Get the idea? Although this comes at a cost. I’ll go over what we’ve found to be necessities below.

What do I like about boondocking?


UT boondocking site

We love the beautiful sunsets visible from our boondocking locations (Utah sunset).

I genuinely feel like I’m in control of my surroundings when boondocking. It feels REALLY free!

And speaking of free, it’s usually free. Yeah, that doesn’t hurt!

We’re not sandwiched in with neighbors. And if we don’t like it, we move. Nothing lost.

When there are others nearby, I still feel like we have an acre to ourselves.

I like managing the systems built for boondocking. Such as the solar, batteries, water, etc. Conserving does not feel like skimping to me.

I like meeting other like-minded campers who share the same values. We’ve made some genuine friends dispersed camping.

We like feeling like we can stay for awhile or leave whenever. There’s no schedule.

Most National Forest and BLM has a fourteen day limit. We tend to max out in one place for ten days.

Rose likes that so many of the locations are as beautiful as many of the national parks.

We also like having a lessor impact on resources. That goes back to conserving.

How Do You Find Great Boondocking Spots?


App Scrreenshot.

My arsenal of apps to find camping, water, dump, diesel and cell signal.

Here’s the million dollar question. Especially for a newbie!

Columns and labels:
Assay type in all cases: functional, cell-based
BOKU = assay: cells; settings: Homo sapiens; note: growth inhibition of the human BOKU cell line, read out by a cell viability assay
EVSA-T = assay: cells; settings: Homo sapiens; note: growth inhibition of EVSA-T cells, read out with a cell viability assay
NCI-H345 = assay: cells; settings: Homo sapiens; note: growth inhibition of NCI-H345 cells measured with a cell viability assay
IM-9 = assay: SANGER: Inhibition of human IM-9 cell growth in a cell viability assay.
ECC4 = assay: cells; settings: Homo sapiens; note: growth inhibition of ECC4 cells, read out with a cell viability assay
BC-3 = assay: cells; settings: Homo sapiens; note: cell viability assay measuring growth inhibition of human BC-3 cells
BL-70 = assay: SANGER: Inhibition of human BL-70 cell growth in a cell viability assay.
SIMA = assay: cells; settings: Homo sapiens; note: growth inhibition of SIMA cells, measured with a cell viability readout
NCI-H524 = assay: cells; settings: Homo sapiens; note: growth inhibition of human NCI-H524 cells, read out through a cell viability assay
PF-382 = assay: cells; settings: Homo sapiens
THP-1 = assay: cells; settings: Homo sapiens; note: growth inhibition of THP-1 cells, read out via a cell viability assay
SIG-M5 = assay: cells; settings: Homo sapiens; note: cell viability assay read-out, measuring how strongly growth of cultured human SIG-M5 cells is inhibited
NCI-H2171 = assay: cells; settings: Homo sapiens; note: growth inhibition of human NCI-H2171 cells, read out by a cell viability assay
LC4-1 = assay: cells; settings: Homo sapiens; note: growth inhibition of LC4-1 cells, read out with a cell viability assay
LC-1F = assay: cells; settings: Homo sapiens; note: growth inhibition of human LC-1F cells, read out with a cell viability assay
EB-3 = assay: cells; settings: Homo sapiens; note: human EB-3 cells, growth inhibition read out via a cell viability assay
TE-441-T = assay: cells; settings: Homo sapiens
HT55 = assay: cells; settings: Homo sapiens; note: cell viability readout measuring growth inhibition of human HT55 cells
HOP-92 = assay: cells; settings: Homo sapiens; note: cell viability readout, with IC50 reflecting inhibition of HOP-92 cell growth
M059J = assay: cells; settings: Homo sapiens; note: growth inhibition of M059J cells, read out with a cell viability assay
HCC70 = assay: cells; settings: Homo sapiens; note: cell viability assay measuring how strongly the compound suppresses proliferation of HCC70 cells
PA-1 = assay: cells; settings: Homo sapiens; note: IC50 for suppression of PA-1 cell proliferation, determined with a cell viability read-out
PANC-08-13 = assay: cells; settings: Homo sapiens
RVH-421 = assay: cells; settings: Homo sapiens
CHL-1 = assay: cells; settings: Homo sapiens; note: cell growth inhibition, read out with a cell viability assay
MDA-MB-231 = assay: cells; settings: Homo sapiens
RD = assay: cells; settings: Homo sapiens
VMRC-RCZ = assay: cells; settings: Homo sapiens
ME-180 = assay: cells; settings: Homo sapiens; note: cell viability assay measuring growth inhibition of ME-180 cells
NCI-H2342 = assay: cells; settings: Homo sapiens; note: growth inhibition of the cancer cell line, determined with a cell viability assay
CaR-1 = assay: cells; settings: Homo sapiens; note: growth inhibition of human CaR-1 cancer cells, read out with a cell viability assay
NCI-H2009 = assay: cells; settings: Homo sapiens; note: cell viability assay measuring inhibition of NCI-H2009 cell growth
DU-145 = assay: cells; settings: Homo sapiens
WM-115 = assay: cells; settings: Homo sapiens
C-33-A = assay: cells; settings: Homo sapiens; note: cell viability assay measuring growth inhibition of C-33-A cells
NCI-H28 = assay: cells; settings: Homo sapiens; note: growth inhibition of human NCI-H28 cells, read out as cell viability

There are a lot of apps to choose from. Campendium, ioverlander, Google maps,, etc. This list grows by the week.

Regardless, I like to use and iOverlander combined with Google Maps.

  1. I look forward a few weeks in our area and find options within 200 miles on and

  3. Next, I layer on cell reception. That doesn’t always work in our favor. Starlink is changing this for many boondockers.

  5. Then I select plan A, B and C options.

  7. Next, I find the locations on Google maps in satellite mode.

  9. I make sure the sites look like they can handle a total of 50′ trailer and tow vehicle combo

  11. Finally, I add them to a list to decide on when we’re ready to move. I always prepare an option A, B and C close to one another incase the first option is unsuitable or full.

That’s the basic low down on how I find boondocking sites.

The only other way is by speaking with other boondockers and getting their suggestions and input.

Necessitates for boondocking

There are a few things that you really need to enjoy boondocking in an RV. You don’t need a $20k solar and battery set up to get by. It sure would be nice though!

You do need:

  1. A decent amount of water storage. We average 10 gallons a day for a family of four.

  3. A storage vessel for your “personal excrement’s.”

  5. Enough battery power to run the DC systems in your rig for 1-3 days.

  7. A way to recharge those batteries in good or bad weather. That’s solar and a generator.

  9. A way to heat your rig in cold weather. Propane is the typical solution. It also runs the fridge if you avoid a residential fridge.

  11. Finally, you need a good set of tools to do self repairs when you’re away from civilization.